You've heard all about the HTC Evo Shift 4G and the Motorola Atrix, but the big question for us is, when is 4G coming to the UK and what form will it take when it does? If you've already read through our comprehensive explanation of 4G, then you'll be aware that there are a whole load of issues to take into account, including rival 4G technologies.

While not all of the networks have confirmed which 4G system they'll be using in the UK, it's expected that LTE (Long Term Evolution) as used by Verizon Wireless in the US, will be the delivery system of choice rather than the WiMax system on Sprint but, just to be sure, Pocket-lint got each of them on the phone to find out what their plans are as we step into the next phase of mobile phone connectivity.


Vodafone told us that it has fully committed to LTE-based 4G and has already begun testing out the technology. The company spokesperson said:

"Vodafone prides itself on its record of technology leadership and innovation and LTE is the next generation technology chosen by us to meet the growing needs of customers as well as further improving our network efficiency. We have already carried out trials of the new technology and intend to bring LTE to the UK market in the future, provided the appropriate spectrum is made available."

Official details on the trials are thin on the ground, but they're thought to include multi-player gaming and high-definition TV.

Everything Everywhere (T-Mob & Orange)

Likewise, a spokesperson for Everything Everywhere (comprised of Orange and T-Mobile) confirmed that the the brand is looking at using LTE 4G, but were slightly more guarded as to when, or indeed if, this would be available, commenting:

“LTE technology and 4G is the natural evolution of network infrastructure for the mobile industry.  Everything Everywhere is looking at the benefits that rolling out 4G could offer our customers however there are no immediate plans to roll it out in the UK.”

Although Everything Everywhere says it has no definite plans for a roll-out, we would expect to see a service from the network in the next few years, based on its positive comments about LTE.


A spokesperson at Three told us that they were currently unable to comment on the whole 4G situation. Three is usually keen to talk about this kind of thing, so what the current silence is about is hard to tell. We'll have to wait and see if they're on the verge of something big or simply getting nowhere with it at all.


Out of all the networks that we spoke to, O2 was the most willing to go on the record with in-depth answers to our questions, indicating that the brand is pretty confident about its 4G-based future. The company's head of radio engineering, Andrew Conway, confirmed that:

"O2 has been leading the way in trialling 4G as part of a coordinated set of Telefónica 4G trials across the globe. The UK trials have covered all the O2 offices in Slough and have proven to be very successful. In July 2010 our first 'official' O2 LTE800 test call was made on the trial network in Basingstoke and we have been able to achieve download speeds of 147 Mbps across the air to a single device."

What's clear is that all of the networks are in agreement that they need more of the spectrum than they currently have. O2's Andrew Conway explained:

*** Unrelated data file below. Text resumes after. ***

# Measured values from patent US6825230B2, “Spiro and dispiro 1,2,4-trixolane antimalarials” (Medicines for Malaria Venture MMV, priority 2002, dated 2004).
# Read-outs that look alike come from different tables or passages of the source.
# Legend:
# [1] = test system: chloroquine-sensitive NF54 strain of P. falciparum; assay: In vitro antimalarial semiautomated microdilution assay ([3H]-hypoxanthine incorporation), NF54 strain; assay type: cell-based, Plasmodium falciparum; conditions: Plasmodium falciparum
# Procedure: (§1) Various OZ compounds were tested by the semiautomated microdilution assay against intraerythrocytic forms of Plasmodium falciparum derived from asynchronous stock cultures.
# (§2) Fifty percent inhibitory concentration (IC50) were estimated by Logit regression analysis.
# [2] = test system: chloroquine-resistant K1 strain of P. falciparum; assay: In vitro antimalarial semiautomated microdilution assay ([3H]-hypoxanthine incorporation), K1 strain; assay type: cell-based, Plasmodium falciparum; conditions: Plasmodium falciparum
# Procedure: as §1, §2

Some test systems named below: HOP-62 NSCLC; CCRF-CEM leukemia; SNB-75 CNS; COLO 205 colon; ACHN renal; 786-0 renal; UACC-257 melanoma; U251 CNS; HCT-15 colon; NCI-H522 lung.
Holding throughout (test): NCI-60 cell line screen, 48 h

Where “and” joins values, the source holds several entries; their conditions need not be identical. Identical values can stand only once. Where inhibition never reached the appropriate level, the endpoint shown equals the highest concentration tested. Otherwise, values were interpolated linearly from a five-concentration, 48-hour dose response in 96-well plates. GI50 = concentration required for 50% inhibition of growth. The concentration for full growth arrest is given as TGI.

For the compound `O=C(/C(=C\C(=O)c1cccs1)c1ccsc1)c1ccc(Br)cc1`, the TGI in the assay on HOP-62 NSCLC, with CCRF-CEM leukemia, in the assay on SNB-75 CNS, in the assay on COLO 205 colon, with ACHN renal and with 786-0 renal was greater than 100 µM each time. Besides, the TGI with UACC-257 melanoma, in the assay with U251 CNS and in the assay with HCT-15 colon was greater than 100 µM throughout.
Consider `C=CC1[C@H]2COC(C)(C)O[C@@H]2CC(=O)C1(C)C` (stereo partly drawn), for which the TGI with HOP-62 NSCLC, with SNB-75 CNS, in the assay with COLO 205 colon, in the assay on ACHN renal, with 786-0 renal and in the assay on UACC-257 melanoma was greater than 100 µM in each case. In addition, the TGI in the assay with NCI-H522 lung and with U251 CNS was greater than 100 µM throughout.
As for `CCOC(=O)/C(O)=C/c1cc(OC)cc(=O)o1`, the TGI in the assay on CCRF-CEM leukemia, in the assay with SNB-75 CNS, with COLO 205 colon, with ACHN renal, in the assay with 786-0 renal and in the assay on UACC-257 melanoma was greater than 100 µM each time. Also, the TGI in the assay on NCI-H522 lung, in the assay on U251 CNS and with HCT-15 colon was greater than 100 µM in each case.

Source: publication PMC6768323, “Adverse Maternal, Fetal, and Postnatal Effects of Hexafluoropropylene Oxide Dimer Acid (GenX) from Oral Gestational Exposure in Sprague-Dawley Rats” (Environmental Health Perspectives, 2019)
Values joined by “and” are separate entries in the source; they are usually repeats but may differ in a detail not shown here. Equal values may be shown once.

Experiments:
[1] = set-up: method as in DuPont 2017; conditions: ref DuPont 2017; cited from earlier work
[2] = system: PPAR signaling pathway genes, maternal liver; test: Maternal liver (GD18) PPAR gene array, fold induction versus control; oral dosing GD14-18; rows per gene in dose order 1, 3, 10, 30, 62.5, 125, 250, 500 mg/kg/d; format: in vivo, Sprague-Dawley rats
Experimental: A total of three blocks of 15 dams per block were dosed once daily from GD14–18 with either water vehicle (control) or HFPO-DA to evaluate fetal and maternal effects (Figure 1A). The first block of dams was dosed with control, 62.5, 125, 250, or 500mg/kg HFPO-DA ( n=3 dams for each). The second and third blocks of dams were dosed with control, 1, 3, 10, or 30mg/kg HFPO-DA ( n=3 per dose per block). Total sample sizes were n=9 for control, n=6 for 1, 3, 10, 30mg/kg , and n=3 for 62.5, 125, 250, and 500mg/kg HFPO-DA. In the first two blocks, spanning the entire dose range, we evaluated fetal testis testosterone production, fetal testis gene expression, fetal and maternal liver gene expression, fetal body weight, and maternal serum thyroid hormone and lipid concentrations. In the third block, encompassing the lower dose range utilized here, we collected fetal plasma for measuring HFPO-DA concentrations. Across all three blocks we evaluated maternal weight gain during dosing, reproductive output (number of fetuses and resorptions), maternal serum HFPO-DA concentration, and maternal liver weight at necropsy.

"The spectrum needed for 4G is the 800MHz and 2600MHz band, which still needs to be properly cleared for 4G use. 800MHz will not be freed up until 2013 by Digital Switchover and the 2600MHz band still has interference issues with some older radar systems. Allocation of spectrum is really a matter for Ofcom and, now we have a new Government, we expect that the spectrum release process will move forward with auctions some time in 2011."

And so, back to the original question. When can we realistically expect to see 4G in the UK? The networks are being understandably cagey about setting definite dates, especially as these rely on factors that are out of the their control.

"We want to set clear expectations about the launch of a 4G network," said Conway. "We are talking years as opposed to months. UK spectrum allocation is a key factor, as is the importance of launching a relevant and reliable service for our customers. We’ve been running trials to ensure that when we launch, we launch with a first-class service for our customers and so far these trials have proven to be very successful.

We will only launch when we feel the experience is right for our customers. We believe it’s important to be at the forefront in terms of quality but not necessarily in terms of timing. We see no point in launching a technology early just for technology’s sake if it doesn’t bring reliable new services to our customers."


In a nutshell, it looks as though the introduction of 4G in the UK is going to be a long, slow process.The first 4G handsets, such as the Motorola Atrix, are due to hit UK shops this year, although of course we won't have a 4G network to use them on just yet, so anyone that buys one will have to make do with 3G for now.

It's likely that some of the mobile operators will trial the 4G service in limited areas once some of the spectrum is available to them, just like digital TV was trialled before the switchover began. If you're lucky enough to be in one of these test areas then you might get access to 4G services before the rest of us, but the chances are that it will be 2012 at the very earliest, but more likely 2013 before we see the official roll-out.